Frank Sawyer, a river keeper on the Hampshire Avon, developed a method of nymphing which involved casting the appropriate distance ahead of a fish so as to allow the artificial to reach its level. Then, just before the fish is reached, the rod tip is lifted upward causing the fly to flee from the trout. This movement should 'switch on' the trout's predatory instinct and is called the induced take.
The two most influential factors governing the success of this method are positioning and presentation. The angler's position in relation to the trout is of vital importance for two reasons. One, to keep out of the trout's line of vision and two, to allow a cast to be made without 'lining' the fish. With regard to the first point the correct position is directly behind the trout. This is where the fishes blind spot is located and is therefore the obvious position to take. The second point can present problems. Although the angler may be correctly positioned in regard to the fish's blind spot, he will usually cast directly upstream and over the fish. The landing of a line directly above the fish is a recipe for disaster resulting in the fish spooking nine times out of ten. To remedy this it must be understood that the trout's blind spot is not a straight line. The angler can place himself either side of the central line allowing him to cast to the side of the trout and not directly over it. Additional methods of putting wider angles between the line and the fish include line control techniques such as mid-air mends, reach and positive curve casts.
When in position the angler must establish at what depth the trout is lying and at how fast the flow is moving. The artificial should be matched according to these factors. The closer the trout is lying to the surface the closer the cast must be (and vice versa) if not, the fly may sink too far and will pass underneath the trout. Alternatively, in deep water the fly must be cast at a sufficient distance away from the trout to allow it to reach the fishes level. The only way to become confident with these factors is by experimentation and practice. Alternate weights and casting distances etc, and in time it will become second nature.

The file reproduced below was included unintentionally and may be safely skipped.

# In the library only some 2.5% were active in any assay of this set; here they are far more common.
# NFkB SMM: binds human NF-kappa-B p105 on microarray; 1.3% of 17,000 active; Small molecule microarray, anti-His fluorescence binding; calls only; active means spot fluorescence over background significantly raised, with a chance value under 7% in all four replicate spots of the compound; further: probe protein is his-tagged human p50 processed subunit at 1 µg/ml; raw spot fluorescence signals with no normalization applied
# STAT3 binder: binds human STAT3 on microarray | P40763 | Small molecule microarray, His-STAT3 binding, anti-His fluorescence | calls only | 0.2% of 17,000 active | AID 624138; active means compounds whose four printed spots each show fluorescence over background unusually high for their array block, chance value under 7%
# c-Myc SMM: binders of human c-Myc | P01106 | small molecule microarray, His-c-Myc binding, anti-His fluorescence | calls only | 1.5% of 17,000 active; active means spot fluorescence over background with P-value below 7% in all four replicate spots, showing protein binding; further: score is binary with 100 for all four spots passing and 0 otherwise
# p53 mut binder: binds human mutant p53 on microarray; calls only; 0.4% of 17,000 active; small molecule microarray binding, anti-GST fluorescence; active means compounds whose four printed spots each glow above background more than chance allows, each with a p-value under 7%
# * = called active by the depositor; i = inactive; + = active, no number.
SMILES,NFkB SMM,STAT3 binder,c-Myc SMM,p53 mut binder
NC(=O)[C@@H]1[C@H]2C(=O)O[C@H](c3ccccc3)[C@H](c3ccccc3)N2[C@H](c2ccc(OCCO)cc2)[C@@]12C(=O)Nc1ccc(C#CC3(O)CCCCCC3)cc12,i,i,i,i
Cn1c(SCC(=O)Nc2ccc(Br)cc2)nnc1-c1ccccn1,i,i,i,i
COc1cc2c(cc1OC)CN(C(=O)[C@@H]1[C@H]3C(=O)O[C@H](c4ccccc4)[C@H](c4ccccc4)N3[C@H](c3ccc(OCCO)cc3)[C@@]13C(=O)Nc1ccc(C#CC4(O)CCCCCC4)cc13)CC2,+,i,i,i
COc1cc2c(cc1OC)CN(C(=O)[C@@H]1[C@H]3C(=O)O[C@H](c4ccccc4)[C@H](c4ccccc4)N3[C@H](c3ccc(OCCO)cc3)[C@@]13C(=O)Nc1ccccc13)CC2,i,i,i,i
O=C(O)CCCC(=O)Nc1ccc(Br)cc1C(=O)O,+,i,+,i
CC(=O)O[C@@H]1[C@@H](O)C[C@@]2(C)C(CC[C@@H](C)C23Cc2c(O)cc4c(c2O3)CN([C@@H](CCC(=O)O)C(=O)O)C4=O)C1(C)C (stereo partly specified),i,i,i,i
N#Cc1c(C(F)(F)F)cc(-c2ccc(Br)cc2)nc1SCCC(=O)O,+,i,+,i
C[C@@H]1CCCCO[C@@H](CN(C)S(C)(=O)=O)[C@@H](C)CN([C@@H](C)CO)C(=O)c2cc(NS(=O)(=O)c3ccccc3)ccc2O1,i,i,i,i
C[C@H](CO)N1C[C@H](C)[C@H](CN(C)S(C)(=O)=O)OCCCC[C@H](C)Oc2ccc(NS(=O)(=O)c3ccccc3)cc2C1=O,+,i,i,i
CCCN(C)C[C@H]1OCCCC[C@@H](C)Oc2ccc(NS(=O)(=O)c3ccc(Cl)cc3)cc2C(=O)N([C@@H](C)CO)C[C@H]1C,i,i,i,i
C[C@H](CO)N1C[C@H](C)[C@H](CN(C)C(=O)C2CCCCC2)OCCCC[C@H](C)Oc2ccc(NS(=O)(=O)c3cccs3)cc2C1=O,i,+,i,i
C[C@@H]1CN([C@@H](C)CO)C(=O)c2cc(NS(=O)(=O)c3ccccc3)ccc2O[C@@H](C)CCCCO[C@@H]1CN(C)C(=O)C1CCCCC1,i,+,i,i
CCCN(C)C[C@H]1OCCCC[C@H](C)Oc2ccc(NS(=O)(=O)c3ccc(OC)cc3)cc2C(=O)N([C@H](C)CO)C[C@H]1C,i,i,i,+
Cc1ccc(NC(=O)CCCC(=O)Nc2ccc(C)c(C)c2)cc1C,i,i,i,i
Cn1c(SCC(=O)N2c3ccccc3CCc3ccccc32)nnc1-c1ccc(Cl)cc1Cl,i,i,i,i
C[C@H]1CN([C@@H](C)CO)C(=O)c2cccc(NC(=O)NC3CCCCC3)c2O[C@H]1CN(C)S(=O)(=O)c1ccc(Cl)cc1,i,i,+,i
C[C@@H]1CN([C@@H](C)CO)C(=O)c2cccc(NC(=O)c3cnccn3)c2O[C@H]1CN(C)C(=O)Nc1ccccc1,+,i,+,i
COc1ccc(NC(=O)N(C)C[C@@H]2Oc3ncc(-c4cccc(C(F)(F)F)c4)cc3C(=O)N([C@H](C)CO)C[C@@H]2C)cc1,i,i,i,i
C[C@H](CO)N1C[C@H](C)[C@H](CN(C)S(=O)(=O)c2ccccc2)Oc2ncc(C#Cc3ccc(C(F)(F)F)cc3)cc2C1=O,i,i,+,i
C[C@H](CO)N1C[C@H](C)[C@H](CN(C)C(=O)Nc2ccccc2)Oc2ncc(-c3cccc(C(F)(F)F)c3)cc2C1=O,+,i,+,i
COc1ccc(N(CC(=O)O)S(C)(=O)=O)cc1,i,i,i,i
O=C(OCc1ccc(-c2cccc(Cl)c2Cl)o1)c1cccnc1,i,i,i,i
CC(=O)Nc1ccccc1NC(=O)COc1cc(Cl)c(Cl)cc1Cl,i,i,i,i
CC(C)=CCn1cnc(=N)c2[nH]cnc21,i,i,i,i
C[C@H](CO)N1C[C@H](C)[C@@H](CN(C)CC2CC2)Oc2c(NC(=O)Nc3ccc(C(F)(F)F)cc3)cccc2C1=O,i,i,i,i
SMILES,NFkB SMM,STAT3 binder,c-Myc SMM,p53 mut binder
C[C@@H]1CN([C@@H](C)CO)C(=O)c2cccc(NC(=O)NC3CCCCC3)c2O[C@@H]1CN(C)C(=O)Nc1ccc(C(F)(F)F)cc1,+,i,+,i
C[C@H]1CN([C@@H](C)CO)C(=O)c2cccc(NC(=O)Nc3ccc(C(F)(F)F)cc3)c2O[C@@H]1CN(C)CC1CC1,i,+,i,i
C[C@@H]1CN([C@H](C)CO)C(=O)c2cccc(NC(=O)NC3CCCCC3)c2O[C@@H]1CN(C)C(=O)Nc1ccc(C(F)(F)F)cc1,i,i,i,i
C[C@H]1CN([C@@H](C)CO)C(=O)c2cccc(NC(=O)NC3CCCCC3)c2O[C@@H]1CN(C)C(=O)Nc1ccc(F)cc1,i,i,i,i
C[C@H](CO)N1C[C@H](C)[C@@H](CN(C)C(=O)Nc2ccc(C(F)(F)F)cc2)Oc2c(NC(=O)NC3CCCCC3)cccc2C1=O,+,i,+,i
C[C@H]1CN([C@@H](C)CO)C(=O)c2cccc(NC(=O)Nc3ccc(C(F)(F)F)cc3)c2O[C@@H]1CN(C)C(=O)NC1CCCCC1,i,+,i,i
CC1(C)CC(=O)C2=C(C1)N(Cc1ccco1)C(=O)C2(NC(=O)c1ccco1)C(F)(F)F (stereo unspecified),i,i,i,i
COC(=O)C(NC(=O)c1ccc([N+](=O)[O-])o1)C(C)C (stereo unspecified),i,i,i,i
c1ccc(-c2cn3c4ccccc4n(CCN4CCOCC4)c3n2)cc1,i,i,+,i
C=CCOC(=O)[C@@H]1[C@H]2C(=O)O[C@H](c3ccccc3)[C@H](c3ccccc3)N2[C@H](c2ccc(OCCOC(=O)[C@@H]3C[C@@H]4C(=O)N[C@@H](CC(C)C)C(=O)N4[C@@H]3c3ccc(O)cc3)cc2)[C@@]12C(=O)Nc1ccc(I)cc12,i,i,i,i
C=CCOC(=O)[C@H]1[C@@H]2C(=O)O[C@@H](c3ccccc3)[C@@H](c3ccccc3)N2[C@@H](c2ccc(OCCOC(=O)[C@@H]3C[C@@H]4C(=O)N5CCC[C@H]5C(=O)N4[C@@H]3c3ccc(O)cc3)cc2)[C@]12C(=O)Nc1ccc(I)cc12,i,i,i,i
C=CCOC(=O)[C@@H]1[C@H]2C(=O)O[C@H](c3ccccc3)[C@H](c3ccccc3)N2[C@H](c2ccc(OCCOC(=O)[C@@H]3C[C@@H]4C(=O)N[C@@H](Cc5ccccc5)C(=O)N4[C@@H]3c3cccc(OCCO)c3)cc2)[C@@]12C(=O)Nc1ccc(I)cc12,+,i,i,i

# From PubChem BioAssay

The set up for this method is relatively straightforward. A three, four or five weight rod with a leader of a rod and a half in length and a single fly, any weighted nymph will do. When fishing very deep water a fast action rod may be advisable, fish can eject flies very quickly so speed of strike is essential.
The fishing technique is as simple as they come. From the chosen
position make an upstream cast to allow the fly to sink to the fishes level
and allow the fly to dead drift towards the trout. As the artificial
approaches the trout raise the rod tip to induce the 'take'. As this method
relies on upstream casting, slack line must be recovered as it comes towards
the angler, this is to ensure contact with the fly is never lost. Primarily
this is a visual technique, if the fish moves to either side or suddenly
darts forward, Strike! If he flashes the white of his mouth then strike. In
coloured or deep water the angler's eyes must never leave the tip of the fly
line. Any irregular movement within the vicinity of the artificial must
result in a strike. Always expect a fish.
Courtesy of Ben